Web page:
As a result of such searches—which tried to illuminate the question of whether Andrews’s review of m b v was a ‘masterful troll’—her entire body of work has come under intense scrutiny on Twitter and the influential Australian music site Mess + Noise (where a number of high-profile Australian music journalists have relished laying the boot into Andrews’ past solecisms). These criticisms of Andrews’ work miss the point that her work would not be published in its current state if the cottage industry of Australian music writing were in more robust health. There are many Australian sites such as Musicfeeds—including but not limited to FasterLouder, The Dwarf, and AAABackstage—that source their content from enthusiastic and almost entirely unpaid amateur critics. These websites make their money through advertising, and use their content not as an end in itself but as a means to monetise pageviews. Young writers submit their content to these sites in exchange for ‘exposure’, and the quality suffers because most professional critics demand payment in the form of cash or cultural capital.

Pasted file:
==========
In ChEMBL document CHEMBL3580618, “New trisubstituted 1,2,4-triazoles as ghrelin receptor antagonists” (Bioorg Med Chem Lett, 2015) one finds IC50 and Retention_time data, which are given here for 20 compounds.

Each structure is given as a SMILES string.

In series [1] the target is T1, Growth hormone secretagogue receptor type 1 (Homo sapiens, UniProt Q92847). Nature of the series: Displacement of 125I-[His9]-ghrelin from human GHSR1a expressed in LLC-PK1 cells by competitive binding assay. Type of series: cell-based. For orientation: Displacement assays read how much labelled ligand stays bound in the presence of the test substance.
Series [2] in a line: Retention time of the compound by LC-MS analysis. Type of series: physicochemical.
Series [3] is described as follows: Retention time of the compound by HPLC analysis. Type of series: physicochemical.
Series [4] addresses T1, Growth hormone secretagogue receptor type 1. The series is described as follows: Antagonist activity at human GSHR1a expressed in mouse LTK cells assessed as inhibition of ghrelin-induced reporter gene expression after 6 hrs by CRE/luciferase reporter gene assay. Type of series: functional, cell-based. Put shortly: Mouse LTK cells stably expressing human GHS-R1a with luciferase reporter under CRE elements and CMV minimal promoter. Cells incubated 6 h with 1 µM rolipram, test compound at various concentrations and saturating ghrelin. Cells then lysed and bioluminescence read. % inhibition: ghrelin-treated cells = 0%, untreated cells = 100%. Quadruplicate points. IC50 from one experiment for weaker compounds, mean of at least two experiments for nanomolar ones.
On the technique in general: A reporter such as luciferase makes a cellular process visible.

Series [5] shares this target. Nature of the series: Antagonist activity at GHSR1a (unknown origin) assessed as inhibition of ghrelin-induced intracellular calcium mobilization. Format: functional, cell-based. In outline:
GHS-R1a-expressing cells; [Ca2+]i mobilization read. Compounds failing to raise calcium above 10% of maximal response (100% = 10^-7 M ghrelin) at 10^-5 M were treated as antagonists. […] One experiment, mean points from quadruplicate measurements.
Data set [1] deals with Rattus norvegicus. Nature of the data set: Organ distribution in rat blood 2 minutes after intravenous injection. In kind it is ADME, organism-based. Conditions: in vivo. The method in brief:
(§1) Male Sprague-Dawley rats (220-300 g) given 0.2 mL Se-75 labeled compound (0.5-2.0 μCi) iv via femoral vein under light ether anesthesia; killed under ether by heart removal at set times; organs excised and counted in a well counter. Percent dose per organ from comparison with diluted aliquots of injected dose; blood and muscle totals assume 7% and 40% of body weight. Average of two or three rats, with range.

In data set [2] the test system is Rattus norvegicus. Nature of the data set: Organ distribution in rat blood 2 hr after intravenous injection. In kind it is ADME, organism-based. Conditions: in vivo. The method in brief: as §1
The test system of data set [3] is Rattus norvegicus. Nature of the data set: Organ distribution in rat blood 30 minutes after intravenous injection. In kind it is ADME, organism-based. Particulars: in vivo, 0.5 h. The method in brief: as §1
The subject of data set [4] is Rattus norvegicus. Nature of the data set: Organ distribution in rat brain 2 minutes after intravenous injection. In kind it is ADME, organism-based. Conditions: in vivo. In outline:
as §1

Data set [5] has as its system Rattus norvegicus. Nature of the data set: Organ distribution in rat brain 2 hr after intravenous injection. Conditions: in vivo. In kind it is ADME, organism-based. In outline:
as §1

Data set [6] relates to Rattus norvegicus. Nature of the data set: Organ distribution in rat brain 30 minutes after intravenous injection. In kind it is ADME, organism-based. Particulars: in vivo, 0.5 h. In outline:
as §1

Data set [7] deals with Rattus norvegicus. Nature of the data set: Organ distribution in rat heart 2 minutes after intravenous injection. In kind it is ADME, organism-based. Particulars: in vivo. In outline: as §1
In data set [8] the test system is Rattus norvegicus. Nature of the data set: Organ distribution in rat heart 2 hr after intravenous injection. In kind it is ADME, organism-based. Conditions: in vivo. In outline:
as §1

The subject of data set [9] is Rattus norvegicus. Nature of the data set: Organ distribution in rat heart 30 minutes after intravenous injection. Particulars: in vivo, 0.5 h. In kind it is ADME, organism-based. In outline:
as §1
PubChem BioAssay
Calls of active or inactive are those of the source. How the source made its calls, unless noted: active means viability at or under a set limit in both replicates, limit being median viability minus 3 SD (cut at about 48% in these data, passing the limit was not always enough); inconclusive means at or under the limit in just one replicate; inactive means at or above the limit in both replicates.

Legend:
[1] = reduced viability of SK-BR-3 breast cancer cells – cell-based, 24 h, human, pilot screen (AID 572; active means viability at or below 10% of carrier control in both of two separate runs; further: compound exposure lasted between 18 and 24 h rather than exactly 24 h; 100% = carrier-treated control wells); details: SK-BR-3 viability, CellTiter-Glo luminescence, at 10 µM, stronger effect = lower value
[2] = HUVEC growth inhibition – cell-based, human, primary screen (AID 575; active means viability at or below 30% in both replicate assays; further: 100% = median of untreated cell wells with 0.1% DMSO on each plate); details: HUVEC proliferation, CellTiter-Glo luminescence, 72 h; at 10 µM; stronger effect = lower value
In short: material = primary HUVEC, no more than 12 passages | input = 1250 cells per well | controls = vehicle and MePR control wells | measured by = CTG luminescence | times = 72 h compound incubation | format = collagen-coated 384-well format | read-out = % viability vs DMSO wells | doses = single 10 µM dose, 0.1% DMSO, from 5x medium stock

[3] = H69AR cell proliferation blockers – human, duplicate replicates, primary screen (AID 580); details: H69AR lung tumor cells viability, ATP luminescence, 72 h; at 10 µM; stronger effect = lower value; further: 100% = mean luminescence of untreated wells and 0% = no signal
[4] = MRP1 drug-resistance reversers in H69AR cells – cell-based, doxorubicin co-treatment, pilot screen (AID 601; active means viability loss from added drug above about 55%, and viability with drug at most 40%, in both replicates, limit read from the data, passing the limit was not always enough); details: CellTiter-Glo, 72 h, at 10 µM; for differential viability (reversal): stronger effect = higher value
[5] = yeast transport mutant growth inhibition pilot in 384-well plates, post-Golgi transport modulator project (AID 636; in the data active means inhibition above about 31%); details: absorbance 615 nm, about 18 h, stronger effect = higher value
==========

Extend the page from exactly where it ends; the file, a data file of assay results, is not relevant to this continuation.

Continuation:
As these websites proliferate—low in cost and low in editorial intervention—they put tremendous pressures on Australia’s few remaining street presses, many of which have either been bought out by a centralised conglomerate (Street Press Australia, which also operates theMusic.com.au) or have folded. My own training ground as a critic was for Brisbane’s now-departed Rave magazine, and I owe much of my subsequent success (such as it has been) to the intervention of its final editor, Chris Harms, who spent five years not only refining my sometimes-clumsy text, but who also entered a musical dialogue with me by carefully selecting which albums I was to review. I didn’t like everything I heard, but my tastes soon expanded far beyond their humble beginnings. Crucially, those early reviews circulated in a form where they couldn’t ‘go viral’; Rave’s website hadn’t mastered SEO, and their energies were focused on the print edition. Thus when the magazine folded, my early aberrations were consigned to the dustbin of history (unless you feel like trawling through the Wayback Machine for them).
No such mercies are available for Jessica Andrews, who now lives with the notoriety of having written the “worst. review. ever.” Musicfeeds seems unscathed by the attention, and are probably quite happy with the pageviews Andrews’ piece has garnered. In the meantime, I’d urge young writers to think carefully before publishing their work in exchange for ‘exposure’—it’s worth remembering that that word also refers to what happens when parents leave an unwanted child out in the cold until it dies.